An organization must be unified in its efforts to move forward or competing interests will stall—or completely undermine—progress. When employees don’t know how to communicate, resolve concerns or work in tandem with their teammates, conflicts and misunderstandings arise.
On the other hand, sharing information and involving the whole team in solving problems brings all the best thinking to the table. Teams that manage this are often ahead of the curve in keeping up in their field.
If there’s one thing we’ve learned in recent months, it’s that nothing in business is certain – change will occur.
Savvy employees have the skills for adapting to change and moving forward in new ways. The understanding and ability to do this is known as a growth mindset. Having a growth mindset means you know talents can be developed—through education, experience and being open to the possibility of change. Earning a degree in business is an entire exercise in learning new skills to meet goals. Carrying this attitude of learning and growth with you beyond graduation will serve you well over the course of your career.
Adaptability means being flexible enough to alter tactics in the face of change. Adaptable employees come ready to meet change head-on and willingly seek growth through things like online courses, corporate training opportunities and mentorships.
4. Analytical Reasoning
Business acumen is more than knowing data—it’s knowing how to make sense of and apply that data. Graduates need analytical skills that will help them research a problem and quickly find the right solutions.
These skills include things like:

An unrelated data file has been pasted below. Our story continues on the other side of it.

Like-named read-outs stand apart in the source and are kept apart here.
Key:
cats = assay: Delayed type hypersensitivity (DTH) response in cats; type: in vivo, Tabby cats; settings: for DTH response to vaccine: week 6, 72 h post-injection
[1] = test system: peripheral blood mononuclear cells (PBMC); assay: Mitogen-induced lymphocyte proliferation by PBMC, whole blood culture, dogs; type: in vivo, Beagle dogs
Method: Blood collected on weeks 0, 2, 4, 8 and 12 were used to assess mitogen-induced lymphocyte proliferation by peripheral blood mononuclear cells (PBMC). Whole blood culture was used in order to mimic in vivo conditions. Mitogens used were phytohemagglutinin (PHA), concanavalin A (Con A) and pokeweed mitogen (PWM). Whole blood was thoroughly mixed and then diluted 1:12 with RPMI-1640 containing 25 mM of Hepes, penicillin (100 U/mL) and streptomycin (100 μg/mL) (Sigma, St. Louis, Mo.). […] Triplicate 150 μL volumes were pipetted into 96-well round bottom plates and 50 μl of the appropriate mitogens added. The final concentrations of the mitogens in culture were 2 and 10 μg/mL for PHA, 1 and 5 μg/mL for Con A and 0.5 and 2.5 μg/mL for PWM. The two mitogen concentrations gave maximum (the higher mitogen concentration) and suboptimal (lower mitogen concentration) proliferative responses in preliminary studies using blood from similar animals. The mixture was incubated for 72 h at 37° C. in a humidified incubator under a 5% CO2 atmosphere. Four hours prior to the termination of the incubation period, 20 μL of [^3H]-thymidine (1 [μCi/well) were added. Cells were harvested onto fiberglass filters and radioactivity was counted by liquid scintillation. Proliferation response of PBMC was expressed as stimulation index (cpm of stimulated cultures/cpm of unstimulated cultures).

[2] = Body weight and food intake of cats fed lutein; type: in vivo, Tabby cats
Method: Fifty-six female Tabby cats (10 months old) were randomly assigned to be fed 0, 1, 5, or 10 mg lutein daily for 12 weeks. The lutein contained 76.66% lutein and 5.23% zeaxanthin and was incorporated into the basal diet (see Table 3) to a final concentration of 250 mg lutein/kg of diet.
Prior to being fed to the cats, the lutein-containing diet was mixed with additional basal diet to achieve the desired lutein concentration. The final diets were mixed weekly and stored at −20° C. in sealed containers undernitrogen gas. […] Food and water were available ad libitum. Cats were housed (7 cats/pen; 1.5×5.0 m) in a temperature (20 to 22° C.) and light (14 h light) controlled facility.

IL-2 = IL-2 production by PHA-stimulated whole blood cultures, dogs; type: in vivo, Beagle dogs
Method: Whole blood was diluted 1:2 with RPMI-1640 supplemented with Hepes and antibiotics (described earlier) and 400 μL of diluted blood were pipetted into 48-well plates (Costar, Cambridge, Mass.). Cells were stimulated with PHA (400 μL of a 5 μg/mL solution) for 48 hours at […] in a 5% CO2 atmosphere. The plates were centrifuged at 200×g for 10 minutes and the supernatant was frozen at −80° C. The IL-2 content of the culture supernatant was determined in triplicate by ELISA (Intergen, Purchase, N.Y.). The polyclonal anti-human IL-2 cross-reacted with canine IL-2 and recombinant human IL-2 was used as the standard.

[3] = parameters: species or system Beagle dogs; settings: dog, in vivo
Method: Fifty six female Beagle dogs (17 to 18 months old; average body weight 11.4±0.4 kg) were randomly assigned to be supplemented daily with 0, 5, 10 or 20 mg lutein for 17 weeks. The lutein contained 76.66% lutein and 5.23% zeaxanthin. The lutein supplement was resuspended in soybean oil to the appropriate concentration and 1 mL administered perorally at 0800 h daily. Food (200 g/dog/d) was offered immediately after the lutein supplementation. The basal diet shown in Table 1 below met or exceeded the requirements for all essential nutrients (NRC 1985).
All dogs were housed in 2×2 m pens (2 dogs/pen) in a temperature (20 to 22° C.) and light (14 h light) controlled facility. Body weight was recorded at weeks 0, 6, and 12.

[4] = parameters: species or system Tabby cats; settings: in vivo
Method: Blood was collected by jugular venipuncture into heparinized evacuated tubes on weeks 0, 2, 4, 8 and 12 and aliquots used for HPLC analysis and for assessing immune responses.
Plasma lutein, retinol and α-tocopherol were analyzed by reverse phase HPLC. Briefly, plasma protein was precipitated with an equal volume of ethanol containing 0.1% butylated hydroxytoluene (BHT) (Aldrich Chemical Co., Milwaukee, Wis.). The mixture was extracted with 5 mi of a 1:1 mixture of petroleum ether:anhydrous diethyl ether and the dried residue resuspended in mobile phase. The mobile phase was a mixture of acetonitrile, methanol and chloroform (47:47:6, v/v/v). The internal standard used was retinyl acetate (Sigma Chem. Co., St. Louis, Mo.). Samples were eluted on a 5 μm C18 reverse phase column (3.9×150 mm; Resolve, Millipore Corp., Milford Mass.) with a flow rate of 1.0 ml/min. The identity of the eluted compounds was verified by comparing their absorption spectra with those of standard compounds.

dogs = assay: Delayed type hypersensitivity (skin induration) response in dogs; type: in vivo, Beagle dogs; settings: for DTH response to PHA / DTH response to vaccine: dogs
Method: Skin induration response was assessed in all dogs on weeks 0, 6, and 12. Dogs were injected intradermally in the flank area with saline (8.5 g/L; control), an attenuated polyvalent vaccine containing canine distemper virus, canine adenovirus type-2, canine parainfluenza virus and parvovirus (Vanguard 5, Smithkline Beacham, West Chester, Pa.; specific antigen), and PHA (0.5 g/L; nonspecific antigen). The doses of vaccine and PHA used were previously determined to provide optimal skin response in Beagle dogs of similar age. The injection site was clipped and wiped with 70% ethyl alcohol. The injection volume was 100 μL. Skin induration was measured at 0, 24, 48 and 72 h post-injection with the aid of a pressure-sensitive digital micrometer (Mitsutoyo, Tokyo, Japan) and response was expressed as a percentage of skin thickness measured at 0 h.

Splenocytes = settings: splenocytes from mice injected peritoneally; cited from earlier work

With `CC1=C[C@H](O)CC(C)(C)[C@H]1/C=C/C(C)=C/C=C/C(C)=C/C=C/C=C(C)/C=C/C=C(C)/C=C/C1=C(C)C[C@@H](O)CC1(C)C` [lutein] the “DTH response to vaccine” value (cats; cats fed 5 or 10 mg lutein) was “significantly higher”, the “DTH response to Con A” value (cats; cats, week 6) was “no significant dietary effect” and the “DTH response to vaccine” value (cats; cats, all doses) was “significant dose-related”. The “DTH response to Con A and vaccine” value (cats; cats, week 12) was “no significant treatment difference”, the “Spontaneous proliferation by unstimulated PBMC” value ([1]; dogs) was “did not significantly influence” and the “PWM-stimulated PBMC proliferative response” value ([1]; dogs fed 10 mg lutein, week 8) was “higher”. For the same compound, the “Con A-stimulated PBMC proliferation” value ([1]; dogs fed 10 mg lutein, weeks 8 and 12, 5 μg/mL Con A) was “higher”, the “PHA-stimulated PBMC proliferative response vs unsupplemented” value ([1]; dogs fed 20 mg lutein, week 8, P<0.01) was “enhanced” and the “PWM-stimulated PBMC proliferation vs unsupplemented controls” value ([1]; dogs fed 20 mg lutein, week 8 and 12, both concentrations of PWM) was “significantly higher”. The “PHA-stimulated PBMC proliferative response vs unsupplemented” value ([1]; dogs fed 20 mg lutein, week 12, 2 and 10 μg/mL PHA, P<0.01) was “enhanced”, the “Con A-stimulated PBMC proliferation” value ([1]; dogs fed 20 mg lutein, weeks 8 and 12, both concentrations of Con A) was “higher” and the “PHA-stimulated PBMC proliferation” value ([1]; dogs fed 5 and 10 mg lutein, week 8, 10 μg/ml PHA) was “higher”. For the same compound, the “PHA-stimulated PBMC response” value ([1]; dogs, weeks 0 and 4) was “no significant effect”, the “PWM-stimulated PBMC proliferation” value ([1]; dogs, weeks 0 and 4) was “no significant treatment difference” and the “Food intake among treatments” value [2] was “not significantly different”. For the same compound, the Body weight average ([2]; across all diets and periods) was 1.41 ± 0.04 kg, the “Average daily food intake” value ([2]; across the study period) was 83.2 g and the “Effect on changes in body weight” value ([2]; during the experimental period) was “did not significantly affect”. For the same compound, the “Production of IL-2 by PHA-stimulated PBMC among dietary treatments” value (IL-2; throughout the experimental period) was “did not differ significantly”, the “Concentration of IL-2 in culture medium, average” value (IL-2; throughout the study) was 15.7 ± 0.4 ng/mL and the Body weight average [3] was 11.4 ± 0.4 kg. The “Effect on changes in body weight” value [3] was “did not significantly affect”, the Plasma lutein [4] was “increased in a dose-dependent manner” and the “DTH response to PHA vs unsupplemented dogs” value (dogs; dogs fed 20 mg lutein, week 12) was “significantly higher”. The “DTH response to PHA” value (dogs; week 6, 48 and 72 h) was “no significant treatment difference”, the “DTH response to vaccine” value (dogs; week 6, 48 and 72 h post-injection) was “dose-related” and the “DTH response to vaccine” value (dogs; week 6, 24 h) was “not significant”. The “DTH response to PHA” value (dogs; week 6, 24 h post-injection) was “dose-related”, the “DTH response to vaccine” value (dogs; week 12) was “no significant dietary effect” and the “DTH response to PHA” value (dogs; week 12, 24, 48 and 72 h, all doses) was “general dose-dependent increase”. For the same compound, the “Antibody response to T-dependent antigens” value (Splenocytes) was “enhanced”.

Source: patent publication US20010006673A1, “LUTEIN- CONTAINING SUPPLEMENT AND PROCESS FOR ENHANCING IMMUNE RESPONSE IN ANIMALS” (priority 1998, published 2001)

- Critical thinking
- Data analysis
- Strong communication
The ability to use these skills in conjunction can be a big asset. Employees well-versed in analytical reasoning interpret data and act on it to further company goals. Their capacity to address problems effectively helps avoid wasting time and resources on less optimal solutions.
Closely related to analysis and problem solving is decision-making. Today’s business leaders need to make good decisions quickly, sorting through the constant barrage of information to choose the best path forward.
Poor choices and slow response times cause frustration in even the most successful organizations. One survey of Fortune 500 companies ranked poor decision making as one of their biggest costs in time and energy.
A business education can offer insights and best practices when it comes to making decisions. Learning about business processes and how to make various types of decisions will prepare graduates to step up and take action in the face of tough calls.
Learn Business Skills for the Future
Building the skills that lead to success is a great starting point as you pursue your career goals. A business degree can help prepare you for the technical duties of your specific field. Just as importantly, it can teach you the broader skills that can help benefit every level of an organization.